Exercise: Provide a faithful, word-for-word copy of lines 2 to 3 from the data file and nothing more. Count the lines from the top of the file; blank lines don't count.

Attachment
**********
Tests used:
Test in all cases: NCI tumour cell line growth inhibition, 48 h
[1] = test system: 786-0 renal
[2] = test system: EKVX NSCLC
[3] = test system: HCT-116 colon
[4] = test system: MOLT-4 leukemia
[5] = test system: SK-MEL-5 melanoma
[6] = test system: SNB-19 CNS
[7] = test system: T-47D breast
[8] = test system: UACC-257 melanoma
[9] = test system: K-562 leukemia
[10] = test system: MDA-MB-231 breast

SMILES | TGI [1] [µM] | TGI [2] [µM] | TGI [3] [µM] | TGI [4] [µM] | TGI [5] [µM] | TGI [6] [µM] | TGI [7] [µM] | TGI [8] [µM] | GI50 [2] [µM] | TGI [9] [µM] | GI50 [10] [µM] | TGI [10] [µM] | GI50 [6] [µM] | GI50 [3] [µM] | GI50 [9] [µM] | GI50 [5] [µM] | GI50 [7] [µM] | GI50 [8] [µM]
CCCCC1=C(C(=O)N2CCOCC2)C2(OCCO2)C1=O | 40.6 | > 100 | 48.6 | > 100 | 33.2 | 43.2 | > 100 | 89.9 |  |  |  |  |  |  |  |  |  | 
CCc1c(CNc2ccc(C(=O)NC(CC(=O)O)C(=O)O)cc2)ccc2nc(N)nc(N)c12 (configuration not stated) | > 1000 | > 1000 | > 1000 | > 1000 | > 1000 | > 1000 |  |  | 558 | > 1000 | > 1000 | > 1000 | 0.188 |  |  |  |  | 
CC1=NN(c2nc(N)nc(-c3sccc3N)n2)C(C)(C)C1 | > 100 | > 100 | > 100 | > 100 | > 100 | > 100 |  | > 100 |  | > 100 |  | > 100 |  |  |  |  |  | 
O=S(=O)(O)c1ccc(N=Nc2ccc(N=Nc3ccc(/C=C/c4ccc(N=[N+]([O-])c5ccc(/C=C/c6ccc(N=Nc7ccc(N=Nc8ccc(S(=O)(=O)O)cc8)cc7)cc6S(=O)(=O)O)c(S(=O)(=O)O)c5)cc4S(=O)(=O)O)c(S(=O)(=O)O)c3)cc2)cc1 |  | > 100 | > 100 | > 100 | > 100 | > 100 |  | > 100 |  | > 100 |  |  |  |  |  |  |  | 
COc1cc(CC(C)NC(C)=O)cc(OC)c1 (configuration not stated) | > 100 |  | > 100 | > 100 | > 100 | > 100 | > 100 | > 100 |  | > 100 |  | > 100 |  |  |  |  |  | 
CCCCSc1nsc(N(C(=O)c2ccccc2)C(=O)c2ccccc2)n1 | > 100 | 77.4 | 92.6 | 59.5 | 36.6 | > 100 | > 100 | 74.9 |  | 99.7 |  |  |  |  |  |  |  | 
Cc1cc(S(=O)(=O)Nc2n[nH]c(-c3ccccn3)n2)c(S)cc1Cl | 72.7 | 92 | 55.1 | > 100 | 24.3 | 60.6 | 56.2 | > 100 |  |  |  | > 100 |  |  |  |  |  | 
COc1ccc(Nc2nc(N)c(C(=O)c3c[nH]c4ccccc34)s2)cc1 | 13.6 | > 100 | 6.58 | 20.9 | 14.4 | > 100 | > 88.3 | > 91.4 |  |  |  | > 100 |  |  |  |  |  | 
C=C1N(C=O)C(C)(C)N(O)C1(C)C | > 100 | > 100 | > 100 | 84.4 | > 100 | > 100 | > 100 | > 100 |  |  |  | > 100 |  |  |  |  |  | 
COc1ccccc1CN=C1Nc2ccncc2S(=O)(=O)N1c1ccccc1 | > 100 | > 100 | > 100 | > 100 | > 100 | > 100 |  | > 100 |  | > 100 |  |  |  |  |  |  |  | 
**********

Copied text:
Test in all cases: NCI tumour cell line growth inhibition, 48 h
[1] = test system: 786-0 renal